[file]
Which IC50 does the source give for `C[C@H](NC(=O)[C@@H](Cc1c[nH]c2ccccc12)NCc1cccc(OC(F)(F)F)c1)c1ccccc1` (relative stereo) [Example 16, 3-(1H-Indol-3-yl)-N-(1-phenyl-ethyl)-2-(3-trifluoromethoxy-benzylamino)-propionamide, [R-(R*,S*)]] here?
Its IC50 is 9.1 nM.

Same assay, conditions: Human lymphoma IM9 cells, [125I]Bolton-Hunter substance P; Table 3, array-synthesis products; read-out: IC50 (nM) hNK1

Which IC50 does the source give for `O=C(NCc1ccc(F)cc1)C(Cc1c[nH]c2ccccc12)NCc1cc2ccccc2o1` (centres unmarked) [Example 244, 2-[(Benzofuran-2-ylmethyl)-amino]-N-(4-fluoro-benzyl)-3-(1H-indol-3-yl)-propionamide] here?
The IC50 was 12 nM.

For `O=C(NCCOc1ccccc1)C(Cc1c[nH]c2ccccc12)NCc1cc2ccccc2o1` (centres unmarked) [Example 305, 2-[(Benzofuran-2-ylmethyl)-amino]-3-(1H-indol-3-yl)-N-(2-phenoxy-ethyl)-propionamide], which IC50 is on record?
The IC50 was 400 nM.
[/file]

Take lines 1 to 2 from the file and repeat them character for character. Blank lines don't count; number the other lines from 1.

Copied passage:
Which IC50 does the source give for `C[C@H](NC(=O)[C@@H](Cc1c[nH]c2ccccc12)NCc1cccc(OC(F)(F)F)c1)c1ccccc1` (relative stereo) [Example 16, 3-(1H-Indol-3-yl)-N-(1-phenyl-ethyl)-2-(3-trifluoromethoxy-benzylamino)-propionamide, [R-(R*,S*)]] here?
Its IC50 is 9.1 nM.